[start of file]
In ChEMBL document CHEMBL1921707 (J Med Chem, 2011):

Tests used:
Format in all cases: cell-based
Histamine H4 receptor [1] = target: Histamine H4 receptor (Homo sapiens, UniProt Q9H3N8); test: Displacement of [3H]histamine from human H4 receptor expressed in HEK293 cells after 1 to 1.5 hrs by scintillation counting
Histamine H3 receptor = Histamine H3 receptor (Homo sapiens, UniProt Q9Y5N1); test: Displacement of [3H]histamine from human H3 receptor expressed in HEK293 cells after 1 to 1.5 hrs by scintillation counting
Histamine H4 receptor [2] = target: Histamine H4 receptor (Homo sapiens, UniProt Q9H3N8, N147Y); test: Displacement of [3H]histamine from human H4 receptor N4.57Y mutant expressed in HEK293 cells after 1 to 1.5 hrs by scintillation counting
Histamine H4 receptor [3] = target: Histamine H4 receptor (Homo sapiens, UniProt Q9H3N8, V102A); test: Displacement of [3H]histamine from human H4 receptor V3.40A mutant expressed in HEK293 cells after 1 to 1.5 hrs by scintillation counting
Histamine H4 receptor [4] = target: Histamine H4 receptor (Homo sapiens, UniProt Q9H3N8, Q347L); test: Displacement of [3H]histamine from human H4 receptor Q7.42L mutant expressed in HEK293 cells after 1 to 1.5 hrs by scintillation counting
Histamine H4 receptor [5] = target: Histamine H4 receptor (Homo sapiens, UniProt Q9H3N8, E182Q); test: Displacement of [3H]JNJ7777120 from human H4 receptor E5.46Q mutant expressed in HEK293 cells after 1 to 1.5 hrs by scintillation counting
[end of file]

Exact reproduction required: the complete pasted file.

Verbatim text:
In ChEMBL document CHEMBL1921707 (J Med Chem, 2011):

Tests used:
Format in all cases: cell-based
Histamine H4 receptor [1] = target: Histamine H4 receptor (Homo sapiens, UniProt Q9H3N8); test: Displacement of [3H]histamine from human H4 receptor expressed in HEK293 cells after 1 to 1.5 hrs by scintillation counting
Histamine H3 receptor = Histamine H3 receptor (Homo sapiens, UniProt Q9Y5N1); test: Displacement of [3H]histamine from human H3 receptor expressed in HEK293 cells after 1 to 1.5 hrs by scintillation counting
Histamine H4 receptor [2] = target: Histamine H4 receptor (Homo sapiens, UniProt Q9H3N8, N147Y); test: Displacement of [3H]histamine from human H4 receptor N4.57Y mutant expressed in HEK293 cells after 1 to 1.5 hrs by scintillation counting
Histamine H4 receptor [3] = target: Histamine H4 receptor (Homo sapiens, UniProt Q9H3N8, V102A); test: Displacement of [3H]histamine from human H4 receptor V3.40A mutant expressed in HEK293 cells after 1 to 1.5 hrs by scintillation counting
Histamine H4 receptor [4] = target: Histamine H4 receptor (Homo sapiens, UniProt Q9H3N8, Q347L); test: Displacement of [3H]histamine from human H4 receptor Q7.42L mutant expressed in HEK293 cells after 1 to 1.5 hrs by scintillation counting
Histamine H4 receptor [5] = target: Histamine H4 receptor (Homo sapiens, UniProt Q9H3N8, E182Q); test: Displacement of [3H]JNJ7777120 from human H4 receptor E5.46Q mutant expressed in HEK293 cells after 1 to 1.5 hrs by scintillation counting